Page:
This is the extent to which we logically believe that the survey is measuring the proper areas. For example, we would logically measure attitudes towards health with questions about health.
Found on http://www.cirem.co.uk/definitions.html
The extent to which the items of a test or procedure appear superficially to sample that which is to be measured. ... (05 Mar 2000) ...
Found on http://www.mondofacto.com/facts/dictionary?face+validity
(from the article `personality assessment`) Among the most common of self-report tests are personality inventories. Their origins lie in the early history of personality measurement, when most ... ...samples the school curriculum for that topic. Interpreted broadly, content covers desired skills (such as computational ability) as well a...
Found on http://www.britannica.com/eb/a-z/f/2
Face validity is a property of a test intended to measure something. It is the validity of a test at face value. In other words, a test can be said to have face validity if it "looks like" it is going to measure what it is supposed to measure. For instance, if you prepare a test to measure whether students can perform multiplication, and the peo..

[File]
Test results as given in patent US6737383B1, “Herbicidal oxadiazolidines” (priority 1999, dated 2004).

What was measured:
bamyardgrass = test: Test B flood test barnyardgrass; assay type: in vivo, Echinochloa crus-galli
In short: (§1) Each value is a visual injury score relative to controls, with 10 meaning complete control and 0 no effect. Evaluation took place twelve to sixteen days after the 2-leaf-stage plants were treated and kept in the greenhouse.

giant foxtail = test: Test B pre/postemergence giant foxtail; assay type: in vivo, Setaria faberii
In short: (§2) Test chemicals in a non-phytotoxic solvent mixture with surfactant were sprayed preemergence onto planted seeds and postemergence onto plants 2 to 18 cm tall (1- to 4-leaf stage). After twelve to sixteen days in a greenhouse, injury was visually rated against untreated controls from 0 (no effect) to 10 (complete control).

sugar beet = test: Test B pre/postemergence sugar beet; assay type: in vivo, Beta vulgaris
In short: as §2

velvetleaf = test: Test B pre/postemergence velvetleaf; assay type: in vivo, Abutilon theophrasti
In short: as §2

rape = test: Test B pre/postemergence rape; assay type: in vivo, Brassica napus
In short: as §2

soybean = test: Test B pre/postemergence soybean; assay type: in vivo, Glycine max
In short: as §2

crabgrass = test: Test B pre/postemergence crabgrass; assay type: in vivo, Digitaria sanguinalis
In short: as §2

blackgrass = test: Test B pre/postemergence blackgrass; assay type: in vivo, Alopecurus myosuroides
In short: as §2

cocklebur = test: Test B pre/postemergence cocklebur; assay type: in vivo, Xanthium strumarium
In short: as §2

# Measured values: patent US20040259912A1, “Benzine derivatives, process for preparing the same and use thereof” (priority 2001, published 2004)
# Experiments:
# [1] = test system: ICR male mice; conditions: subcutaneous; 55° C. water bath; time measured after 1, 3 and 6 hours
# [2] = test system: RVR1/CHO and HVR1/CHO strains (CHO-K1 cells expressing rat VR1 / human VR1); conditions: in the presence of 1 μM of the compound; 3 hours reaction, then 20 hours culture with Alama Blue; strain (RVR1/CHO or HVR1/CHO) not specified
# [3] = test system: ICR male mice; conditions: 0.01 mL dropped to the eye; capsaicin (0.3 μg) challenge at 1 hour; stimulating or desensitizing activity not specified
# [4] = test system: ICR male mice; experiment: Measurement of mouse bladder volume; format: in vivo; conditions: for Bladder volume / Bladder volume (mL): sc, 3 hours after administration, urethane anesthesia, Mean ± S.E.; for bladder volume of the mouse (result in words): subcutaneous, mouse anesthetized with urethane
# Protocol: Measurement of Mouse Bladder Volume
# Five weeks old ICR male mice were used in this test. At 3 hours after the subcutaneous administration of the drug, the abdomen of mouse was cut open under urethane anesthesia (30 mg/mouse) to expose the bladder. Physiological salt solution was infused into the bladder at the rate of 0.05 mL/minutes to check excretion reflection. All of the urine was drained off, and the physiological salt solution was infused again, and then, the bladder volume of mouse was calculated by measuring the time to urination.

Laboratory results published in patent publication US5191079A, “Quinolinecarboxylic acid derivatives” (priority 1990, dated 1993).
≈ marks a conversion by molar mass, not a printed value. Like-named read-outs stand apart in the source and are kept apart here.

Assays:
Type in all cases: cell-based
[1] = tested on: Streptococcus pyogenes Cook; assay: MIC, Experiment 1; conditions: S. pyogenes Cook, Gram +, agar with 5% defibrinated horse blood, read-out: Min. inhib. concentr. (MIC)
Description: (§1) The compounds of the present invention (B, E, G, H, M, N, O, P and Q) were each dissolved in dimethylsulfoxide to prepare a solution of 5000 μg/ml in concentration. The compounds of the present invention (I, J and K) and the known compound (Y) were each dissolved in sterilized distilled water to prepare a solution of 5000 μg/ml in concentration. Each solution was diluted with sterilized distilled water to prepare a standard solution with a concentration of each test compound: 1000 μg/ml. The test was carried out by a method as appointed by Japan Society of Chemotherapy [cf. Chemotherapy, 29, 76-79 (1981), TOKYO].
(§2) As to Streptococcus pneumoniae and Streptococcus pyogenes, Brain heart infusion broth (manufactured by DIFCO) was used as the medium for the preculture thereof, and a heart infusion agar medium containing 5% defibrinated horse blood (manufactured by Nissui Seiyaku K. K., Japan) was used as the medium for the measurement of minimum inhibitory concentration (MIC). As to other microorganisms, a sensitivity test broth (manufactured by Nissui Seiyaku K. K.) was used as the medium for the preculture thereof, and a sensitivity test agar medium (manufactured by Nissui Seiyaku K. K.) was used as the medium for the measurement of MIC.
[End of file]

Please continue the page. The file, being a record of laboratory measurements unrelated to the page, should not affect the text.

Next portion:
Found on http://en.wikipedia.org/wiki/Face_validity
Type: Term Definitions: 1. the extent to which the items of a test or procedure appear superficially to sample that which is to be measured.
Found on http://www.medilexicon.com/medicaldictionary.php?t=96622
Making a decision regarding the appropriateness of a test or other assessment instrument based on ap
Found on http://www.encyclo.co.uk/local/22403
How a measure or procedure appears.
Found on http://writing.colostate.edu/guides/guide.cfm?guideid=15
No exact match found